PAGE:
A few weeks ago I attended a workshop run by a colleague here at UAL called Listening, enquiring and contributing: tuning in to self and others. I was starting to feel uncomfortable about the way I was contributing and interacting with my peers on the EdD during face-to-face classes, and knew that I needed to reflect on this in a structured way.
Yesterday my colleague e-mailed me with a couple of questions about how I had used the learning from the workshop, which was great timing having just returned from another day of classes in Oxford.
I was more conscious on Saturday of the dynamic between me and my peers and tutors. In the first instance I tried to do the following:
- talk less overall
- not interrupt
- ask people questions about themselves
I did find that the urge to interrupt didn’t go away – I just ‘dealt’ with it by carefully waiting until the very millisecond that someone stopped speaking and then pouncing… which is perhaps marginally better, but still very pushy.
I can’t argue that I am splurging out my thoughts all the time in order to assist my own learning, as I could (and do) note down my thoughts/responses on my laptop. I am concerned that it comes from arrogance – a belief that others can’t possibly leave the room without having benefited from my sparkling insights. I need to constantly remind myself that of course they can.
While I don’t particularly enjoy my opinions on this blog being left unchallenged, I do get accustomed to letting them out, which I don’t think helps in a classroom situation. Also, keeping the blog helps me to articulate and rehearse my own perspective, so that by the time I arrive in Oxford I have all these polished opinions bouncing around my brain wanting to be tried out on other people. That sounds great in theory, but in practice it feels like I am showing off. On a couple of occasions when I opened the floodgates on Saturday I could have sworn a classmate visibly flinched.
I also found that even when I’d asked other people questions, I found it hard to just listen; sometimes I even challenged their responses. I need to remind myself that I am not solely responsible for getting people to think about things.
Essentially, the listening workshop I attended prompted me to observe myself and my peers more closely in my doctoral class, and also to deliberately reflect on my contribution afterwards. I also spoke to my tutor briefly about it – he said my contributions were well-valued, which is nice (and to be honest – knowing me – I would have got upset if he HAD said yes, I talk too much). It’s obviously bothering me though, so I’ll keep trying to work it out. I also spoke to my colleague James – whose opinion I trust immensely. James suggested next time I try not speaking unless I can phrase it in terms of a question. He also suggested that I should speak to my peers about it – hence this blog post. I’m reluctant to actively point them to it though – it has been ever so useful to write, but I think it would be appropriate to simply let it be found, or not.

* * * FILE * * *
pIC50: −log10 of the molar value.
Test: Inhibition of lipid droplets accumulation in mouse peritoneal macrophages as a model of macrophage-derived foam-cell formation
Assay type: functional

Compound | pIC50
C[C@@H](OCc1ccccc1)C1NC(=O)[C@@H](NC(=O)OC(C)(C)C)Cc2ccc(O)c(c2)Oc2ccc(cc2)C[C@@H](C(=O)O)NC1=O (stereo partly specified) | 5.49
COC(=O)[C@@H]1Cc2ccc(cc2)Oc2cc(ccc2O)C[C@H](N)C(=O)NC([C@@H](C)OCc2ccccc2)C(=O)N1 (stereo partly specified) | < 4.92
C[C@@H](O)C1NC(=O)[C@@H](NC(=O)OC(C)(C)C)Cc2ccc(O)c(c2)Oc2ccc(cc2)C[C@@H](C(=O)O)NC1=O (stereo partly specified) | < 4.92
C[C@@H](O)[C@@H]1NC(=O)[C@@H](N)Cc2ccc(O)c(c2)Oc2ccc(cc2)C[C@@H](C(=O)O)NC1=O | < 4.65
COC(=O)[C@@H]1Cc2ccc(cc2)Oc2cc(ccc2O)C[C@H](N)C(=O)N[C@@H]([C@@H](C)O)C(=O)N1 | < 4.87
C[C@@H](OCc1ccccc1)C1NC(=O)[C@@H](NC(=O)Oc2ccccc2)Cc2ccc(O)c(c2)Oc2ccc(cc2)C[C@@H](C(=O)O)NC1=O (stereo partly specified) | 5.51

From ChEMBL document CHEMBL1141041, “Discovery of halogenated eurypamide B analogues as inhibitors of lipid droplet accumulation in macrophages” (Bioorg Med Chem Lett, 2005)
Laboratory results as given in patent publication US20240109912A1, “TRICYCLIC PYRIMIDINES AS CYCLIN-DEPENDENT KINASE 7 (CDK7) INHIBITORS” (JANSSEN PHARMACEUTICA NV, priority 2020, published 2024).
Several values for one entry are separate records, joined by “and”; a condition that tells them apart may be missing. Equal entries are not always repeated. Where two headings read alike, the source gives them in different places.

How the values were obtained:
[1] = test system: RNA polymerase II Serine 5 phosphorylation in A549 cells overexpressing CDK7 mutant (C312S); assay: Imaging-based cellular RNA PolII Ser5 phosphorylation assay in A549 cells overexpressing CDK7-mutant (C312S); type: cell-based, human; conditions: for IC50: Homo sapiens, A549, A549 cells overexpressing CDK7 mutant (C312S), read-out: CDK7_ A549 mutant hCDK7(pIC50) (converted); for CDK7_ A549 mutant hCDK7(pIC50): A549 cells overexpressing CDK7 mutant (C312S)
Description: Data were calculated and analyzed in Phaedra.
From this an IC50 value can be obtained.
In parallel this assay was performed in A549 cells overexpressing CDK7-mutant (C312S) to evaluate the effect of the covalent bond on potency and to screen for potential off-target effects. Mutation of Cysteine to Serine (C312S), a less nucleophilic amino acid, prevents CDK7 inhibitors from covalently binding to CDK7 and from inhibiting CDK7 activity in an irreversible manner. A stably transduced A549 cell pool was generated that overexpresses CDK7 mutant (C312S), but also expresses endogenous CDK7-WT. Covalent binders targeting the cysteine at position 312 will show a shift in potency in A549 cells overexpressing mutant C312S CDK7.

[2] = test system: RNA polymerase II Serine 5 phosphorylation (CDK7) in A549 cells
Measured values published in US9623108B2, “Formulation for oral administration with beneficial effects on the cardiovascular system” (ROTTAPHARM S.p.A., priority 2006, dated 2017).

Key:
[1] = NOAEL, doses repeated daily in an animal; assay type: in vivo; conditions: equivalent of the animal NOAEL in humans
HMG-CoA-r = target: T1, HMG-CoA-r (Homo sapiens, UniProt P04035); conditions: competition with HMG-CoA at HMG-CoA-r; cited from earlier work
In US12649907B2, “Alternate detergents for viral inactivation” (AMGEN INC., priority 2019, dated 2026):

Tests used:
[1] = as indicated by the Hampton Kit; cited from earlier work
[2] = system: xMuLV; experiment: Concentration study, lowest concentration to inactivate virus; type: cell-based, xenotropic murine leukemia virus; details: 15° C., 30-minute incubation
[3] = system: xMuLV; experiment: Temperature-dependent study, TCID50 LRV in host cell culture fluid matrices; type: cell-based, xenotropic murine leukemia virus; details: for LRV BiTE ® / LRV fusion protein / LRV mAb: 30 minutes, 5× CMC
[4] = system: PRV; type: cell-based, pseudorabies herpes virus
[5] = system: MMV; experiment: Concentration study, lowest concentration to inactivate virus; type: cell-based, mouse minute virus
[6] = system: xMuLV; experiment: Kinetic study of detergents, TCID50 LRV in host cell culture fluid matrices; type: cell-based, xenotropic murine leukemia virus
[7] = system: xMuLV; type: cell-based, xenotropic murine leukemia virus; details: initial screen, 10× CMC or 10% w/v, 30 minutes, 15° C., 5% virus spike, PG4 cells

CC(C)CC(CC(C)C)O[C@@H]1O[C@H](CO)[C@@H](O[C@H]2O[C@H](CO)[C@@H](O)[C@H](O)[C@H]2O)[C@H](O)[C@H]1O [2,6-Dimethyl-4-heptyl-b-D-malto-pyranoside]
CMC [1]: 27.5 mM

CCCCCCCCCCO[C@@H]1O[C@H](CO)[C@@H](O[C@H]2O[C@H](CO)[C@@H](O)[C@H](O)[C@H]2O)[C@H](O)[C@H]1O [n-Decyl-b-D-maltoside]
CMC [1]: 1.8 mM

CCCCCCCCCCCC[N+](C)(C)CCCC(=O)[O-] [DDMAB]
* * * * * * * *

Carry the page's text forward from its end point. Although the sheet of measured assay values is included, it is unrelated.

This week two of my EdD tutors commented on my blog which was great – it’s really helpful to have people not only providing encouragement but also moderating and/or challenging what I’m saying.
The activity I recalled most from the workshop was an initial listening activity, which I actually enjoyed and – although I didn’t realise that ‘active listening’ (showing encouragement etc) wasn’t allowed, I found it quite easy to just ask questions without offering suggestions of my own. Asking questions can simply be another form of interruption though.
One exercise I could use would be to simply record when I have the urge to interrupt, and then note what they go on to say afterwards – I will probably find that it has merit, and therefore I should have held on a bit. I might also consider non-verbal cues I can give that I have something to add, before I actually speak – this might empower the other person to choose whether to hand over to me – or not. I actually have no idea what such a non-verbal cue might be. If anyone has any suggestions, please say!
I just asked my colleague Chris about this and he suggested I give my classmates a yellow and a red card each and ask them to use them on me. I think this might have legs…